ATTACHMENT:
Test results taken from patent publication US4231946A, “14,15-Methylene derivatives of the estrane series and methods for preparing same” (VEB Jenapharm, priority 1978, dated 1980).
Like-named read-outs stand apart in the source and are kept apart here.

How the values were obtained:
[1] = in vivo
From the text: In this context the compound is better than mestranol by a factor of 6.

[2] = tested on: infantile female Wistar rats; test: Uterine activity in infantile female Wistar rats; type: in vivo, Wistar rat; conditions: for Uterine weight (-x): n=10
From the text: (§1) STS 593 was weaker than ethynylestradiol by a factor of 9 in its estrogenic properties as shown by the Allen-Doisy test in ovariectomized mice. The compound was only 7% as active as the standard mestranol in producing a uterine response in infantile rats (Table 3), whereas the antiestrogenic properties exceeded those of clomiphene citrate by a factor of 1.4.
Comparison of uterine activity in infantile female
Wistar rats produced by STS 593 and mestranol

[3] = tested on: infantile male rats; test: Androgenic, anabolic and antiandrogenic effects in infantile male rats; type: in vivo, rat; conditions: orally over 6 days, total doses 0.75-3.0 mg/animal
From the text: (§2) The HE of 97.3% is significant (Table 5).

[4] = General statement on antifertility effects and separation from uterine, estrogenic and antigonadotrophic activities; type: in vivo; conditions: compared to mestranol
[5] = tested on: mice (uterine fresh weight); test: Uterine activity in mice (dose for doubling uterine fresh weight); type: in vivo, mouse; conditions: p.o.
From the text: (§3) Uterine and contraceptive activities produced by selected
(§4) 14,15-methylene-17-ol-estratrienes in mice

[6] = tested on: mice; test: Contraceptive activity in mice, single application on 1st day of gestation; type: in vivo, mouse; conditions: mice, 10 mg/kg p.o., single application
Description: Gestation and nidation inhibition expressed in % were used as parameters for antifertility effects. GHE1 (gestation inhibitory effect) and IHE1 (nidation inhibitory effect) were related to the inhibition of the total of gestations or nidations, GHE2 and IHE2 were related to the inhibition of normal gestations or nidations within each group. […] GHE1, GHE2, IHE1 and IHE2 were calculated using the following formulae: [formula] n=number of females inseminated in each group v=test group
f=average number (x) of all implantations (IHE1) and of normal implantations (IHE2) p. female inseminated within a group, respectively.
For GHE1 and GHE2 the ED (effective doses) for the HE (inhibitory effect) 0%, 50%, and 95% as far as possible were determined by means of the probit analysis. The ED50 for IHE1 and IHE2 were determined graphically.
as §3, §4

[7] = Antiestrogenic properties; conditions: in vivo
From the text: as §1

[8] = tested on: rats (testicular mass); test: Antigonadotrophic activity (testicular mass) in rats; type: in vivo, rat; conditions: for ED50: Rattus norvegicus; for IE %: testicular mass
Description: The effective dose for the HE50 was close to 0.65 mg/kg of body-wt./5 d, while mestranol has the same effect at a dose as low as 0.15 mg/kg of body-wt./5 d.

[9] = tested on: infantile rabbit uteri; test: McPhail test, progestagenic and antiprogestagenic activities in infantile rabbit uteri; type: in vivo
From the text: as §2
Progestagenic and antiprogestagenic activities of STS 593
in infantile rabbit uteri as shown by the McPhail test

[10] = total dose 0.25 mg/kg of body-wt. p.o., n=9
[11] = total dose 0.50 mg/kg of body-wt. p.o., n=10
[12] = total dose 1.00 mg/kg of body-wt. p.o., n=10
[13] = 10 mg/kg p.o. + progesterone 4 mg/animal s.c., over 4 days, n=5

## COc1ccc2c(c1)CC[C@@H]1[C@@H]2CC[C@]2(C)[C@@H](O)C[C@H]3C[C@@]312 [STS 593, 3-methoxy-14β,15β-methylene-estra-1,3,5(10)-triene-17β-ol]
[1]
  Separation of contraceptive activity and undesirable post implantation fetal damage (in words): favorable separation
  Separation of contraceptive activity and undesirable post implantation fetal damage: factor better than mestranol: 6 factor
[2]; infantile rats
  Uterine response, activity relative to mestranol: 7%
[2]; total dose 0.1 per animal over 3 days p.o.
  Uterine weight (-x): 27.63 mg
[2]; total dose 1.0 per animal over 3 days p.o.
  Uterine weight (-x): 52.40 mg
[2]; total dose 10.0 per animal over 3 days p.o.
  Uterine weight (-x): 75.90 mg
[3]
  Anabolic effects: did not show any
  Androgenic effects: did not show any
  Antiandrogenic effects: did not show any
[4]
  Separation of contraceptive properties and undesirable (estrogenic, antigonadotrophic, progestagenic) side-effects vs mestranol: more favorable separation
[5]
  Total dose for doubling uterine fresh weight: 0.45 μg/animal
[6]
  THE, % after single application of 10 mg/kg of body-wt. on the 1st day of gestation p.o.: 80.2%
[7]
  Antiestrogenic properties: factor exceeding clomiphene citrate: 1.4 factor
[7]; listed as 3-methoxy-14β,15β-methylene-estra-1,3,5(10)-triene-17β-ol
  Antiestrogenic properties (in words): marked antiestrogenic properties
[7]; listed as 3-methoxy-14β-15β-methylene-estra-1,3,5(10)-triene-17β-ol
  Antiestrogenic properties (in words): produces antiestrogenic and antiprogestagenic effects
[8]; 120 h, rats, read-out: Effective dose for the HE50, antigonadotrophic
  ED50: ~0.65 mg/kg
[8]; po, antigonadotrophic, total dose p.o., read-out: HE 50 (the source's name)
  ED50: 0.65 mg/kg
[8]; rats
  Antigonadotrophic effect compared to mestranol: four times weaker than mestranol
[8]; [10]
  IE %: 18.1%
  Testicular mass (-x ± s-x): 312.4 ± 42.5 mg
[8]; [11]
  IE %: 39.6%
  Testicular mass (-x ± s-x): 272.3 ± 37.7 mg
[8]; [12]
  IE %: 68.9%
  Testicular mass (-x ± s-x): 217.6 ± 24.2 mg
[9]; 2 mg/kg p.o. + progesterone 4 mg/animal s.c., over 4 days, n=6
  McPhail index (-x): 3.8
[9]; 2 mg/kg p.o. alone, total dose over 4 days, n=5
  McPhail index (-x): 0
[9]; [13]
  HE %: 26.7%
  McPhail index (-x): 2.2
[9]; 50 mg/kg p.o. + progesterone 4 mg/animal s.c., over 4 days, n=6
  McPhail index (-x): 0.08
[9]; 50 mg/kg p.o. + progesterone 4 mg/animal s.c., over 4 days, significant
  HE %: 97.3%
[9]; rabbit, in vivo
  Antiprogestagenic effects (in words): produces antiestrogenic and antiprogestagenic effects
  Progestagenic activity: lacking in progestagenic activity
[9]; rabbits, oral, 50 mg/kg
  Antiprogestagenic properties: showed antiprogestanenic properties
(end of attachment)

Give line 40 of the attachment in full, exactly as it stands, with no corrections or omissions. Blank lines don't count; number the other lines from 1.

  Uterine weight (-x): 27.63 mg